Mayoral Candidate Exposed As Shameless Vote-Grubbing, Front-Running Sports FanS

If there is one golden rule in New York City politics, it's that you've got to court the Yankee vote if you want to be Mayor. No right-thinking person is going to trust their city to someone who willfully supports the Mets. That's Politics 101. But this? This is an embarrassment. Christine Quinn is New York's City Council speaker and a likely mayoral candidate. She recently did a question and answer piece of sorts with The New York Times in which she commits one of the most inconceivable blunders a politician can make.

Mets or Yanks: I grew up on Long Island as a Mets fan. On my third date with my wife, Kim, I said Mets, and she said Yankees. We had a split household until she turned me on to the Yankees.

What?! I understand it can't be easy being a Mets fan, but this shameful. Even worse, you are 46 years old, Ms. Speaker. You were alive and a functioning person when the Mets were actually good—you've seen the potential. Where are your convictions Ms. Quinn? As a New Yorker with a vote, how can I feel comfortable that when the shit hits the fan you will have the courage to stick to your guns despite overwhelming and most likely sickeningly desperate and dire straits? For years and years and years and years.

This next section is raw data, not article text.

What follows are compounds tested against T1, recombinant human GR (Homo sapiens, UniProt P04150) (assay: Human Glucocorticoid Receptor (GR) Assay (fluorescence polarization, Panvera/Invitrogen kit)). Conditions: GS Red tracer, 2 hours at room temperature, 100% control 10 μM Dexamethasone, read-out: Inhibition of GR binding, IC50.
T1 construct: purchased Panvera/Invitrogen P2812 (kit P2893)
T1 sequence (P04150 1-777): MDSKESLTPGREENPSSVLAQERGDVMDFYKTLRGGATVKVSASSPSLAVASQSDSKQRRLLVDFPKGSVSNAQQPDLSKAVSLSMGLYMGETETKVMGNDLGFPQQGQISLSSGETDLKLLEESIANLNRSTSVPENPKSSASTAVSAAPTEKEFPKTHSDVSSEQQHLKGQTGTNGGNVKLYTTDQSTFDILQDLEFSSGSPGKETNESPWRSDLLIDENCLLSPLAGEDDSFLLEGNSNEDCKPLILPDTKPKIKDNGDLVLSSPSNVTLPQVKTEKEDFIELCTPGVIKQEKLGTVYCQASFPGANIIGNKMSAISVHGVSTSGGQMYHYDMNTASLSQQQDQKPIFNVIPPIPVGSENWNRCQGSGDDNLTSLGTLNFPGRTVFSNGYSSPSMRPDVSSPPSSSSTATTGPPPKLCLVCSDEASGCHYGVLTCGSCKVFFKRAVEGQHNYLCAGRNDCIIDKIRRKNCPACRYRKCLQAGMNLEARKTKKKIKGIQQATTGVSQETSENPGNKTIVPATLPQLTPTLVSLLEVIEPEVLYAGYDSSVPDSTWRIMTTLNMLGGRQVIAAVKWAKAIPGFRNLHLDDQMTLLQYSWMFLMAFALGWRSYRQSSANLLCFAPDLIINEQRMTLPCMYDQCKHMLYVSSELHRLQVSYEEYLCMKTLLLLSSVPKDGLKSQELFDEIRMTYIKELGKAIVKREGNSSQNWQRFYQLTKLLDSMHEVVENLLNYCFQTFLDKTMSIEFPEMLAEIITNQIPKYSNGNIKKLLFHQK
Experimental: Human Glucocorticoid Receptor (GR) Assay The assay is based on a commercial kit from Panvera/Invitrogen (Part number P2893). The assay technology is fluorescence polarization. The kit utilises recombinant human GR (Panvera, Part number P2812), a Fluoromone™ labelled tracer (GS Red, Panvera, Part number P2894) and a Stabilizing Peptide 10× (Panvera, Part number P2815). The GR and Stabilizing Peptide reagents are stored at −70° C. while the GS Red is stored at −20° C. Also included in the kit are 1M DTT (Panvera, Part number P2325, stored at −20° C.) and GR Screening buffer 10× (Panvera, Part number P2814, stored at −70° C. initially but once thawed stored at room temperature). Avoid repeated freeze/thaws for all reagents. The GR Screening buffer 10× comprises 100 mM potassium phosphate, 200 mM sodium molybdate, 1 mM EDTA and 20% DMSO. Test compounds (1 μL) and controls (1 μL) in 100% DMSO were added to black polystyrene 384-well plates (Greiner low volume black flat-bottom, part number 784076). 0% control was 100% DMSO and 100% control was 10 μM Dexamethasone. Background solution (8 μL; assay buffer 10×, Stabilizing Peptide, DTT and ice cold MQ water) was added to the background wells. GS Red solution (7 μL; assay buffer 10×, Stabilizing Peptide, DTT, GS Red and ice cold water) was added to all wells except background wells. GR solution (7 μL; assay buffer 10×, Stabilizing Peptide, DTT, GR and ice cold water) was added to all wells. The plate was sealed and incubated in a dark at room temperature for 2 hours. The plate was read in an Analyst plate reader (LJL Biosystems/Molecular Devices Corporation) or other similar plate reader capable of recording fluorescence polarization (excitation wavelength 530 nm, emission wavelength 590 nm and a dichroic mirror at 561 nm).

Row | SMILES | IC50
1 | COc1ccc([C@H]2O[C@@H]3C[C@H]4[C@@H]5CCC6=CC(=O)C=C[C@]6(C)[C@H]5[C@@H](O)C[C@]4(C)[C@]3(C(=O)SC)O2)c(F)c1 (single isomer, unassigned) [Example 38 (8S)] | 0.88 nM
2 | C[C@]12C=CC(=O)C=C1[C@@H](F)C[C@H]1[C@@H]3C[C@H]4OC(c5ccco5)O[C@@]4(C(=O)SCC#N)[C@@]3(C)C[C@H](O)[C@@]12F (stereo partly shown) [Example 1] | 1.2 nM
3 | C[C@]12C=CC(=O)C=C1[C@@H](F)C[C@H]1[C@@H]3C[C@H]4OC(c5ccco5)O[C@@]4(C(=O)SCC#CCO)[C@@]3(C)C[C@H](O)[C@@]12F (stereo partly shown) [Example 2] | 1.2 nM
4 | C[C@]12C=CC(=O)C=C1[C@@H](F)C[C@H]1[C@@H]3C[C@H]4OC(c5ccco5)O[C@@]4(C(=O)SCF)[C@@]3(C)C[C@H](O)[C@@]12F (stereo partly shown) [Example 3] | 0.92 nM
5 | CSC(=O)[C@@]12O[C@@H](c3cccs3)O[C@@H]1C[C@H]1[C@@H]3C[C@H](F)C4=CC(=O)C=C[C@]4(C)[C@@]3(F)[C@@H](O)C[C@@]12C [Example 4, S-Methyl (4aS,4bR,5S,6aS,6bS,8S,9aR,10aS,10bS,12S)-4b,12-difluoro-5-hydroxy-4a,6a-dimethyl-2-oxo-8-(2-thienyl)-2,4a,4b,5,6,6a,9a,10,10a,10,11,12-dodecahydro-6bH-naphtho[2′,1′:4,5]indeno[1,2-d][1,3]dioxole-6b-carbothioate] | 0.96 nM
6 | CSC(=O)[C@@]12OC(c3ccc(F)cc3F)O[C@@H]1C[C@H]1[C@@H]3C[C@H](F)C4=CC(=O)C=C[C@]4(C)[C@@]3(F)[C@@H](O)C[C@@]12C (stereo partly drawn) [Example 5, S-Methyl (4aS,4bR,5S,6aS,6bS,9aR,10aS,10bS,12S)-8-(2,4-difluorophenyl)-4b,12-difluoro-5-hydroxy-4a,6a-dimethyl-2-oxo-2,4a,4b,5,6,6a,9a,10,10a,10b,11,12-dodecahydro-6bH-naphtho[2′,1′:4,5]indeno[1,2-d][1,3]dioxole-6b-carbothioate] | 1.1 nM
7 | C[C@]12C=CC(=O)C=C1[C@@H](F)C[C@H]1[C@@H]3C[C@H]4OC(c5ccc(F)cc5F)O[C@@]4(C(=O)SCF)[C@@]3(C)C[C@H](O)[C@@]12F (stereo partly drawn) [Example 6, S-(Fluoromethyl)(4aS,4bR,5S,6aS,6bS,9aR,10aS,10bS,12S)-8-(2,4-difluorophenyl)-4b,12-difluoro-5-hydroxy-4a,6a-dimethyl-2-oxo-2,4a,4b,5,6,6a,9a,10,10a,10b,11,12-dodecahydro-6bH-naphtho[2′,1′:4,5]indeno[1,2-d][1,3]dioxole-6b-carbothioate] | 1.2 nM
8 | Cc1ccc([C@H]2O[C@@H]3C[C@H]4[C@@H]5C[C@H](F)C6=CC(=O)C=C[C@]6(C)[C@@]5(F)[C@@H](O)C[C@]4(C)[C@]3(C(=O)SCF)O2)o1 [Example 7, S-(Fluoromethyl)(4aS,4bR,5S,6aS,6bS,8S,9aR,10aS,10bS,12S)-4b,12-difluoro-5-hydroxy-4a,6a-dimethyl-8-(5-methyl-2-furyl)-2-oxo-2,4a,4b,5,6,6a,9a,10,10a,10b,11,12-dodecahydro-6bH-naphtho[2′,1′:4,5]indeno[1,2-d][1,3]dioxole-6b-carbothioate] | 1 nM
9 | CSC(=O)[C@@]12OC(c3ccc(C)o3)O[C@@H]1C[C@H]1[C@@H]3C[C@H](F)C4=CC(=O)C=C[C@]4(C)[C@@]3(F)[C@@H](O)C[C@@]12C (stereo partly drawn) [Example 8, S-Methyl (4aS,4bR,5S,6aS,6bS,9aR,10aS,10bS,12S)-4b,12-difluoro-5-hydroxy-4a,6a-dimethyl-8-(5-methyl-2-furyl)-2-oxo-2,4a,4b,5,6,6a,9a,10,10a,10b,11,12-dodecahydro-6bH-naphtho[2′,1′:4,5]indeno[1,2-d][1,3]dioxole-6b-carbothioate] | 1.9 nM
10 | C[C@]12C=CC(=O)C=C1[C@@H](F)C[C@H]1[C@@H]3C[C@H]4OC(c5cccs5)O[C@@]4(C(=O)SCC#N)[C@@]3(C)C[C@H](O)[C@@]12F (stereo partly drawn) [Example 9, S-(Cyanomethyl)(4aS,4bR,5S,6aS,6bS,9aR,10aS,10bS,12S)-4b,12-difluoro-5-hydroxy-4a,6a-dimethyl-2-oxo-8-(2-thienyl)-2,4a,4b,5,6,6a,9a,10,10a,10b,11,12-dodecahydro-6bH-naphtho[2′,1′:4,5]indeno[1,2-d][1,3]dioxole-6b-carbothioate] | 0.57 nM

Would you just sell out your constituents the moment things got a little messy? Imagine Mayor Bloomberg, a true Yankees fan, gave an interview this week and said "I was anti gallon-sized sodas until my wife turned me on to the Big Gulp." We'd be without a paddle, ma'am.

And what's this about Yankee Stadium being one of your favorite places to go in the city? Sure it's not Times Square or Central Park? Or did someone convince you to leave those spots off? I understand you want a taste of the limelight—the success, the power—it's understandable. But there's a Yankee right way to go about things and a wrong way. Part of being a fan means never jumping ship, no matter how buoyant the alternative. Sure you would be miserable, but you'd be committed—the city could respect that.

Christine Quinn's Newlywed Nest [The New York Times]